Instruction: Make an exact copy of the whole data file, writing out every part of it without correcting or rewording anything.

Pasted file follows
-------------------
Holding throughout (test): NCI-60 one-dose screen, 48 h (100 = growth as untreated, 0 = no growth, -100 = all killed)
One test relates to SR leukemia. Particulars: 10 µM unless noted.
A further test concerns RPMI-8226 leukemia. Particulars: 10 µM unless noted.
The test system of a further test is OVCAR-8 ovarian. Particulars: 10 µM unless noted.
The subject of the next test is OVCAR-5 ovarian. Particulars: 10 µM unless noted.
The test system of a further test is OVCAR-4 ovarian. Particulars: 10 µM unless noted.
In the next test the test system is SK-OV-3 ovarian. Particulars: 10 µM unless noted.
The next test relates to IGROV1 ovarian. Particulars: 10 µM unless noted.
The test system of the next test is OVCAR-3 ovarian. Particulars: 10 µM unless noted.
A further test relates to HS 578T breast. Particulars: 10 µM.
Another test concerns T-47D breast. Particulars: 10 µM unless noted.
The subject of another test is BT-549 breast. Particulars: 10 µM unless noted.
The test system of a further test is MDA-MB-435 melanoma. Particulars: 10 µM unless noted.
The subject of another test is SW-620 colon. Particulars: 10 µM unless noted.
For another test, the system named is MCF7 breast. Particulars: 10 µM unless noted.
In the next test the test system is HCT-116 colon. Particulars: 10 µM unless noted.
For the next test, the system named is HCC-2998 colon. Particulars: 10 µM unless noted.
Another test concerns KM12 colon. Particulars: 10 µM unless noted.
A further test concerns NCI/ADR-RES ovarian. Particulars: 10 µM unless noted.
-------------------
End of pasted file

Holding throughout (test): NCI-60 one-dose screen, 48 h (100 = growth as untreated, 0 = no growth, -100 = all killed)
One test relates to SR leukemia. Particulars: 10 µM unless noted.
A further test concerns RPMI-8226 leukemia. Particulars: 10 µM unless noted.
The test system of a further test is OVCAR-8 ovarian. Particulars: 10 µM unless noted.
The subject of the next test is OVCAR-5 ovarian. Particulars: 10 µM unless noted.
The test system of a further test is OVCAR-4 ovarian. Particulars: 10 µM unless noted.
In the next test the test system is SK-OV-3 ovarian. Particulars: 10 µM unless noted.
The next test relates to IGROV1 ovarian. Particulars: 10 µM unless noted.
The test system of the next test is OVCAR-3 ovarian. Particulars: 10 µM unless noted.
A further test relates to HS 578T breast. Particulars: 10 µM.
Another test concerns T-47D breast. Particulars: 10 µM unless noted.
The subject of another test is BT-549 breast. Particulars: 10 µM unless noted.
The test system of a further test is MDA-MB-435 melanoma. Particulars: 10 µM unless noted.
The subject of another test is SW-620 colon. Particulars: 10 µM unless noted.
For another test, the system named is MCF7 breast. Particulars: 10 µM unless noted.
In the next test the test system is HCT-116 colon. Particulars: 10 µM unless noted.
For the next test, the system named is HCC-2998 colon. Particulars: 10 µM unless noted.
Another test concerns KM12 colon. Particulars: 10 µM unless noted.
A further test concerns NCI/ADR-RES ovarian. Particulars: 10 µM unless noted.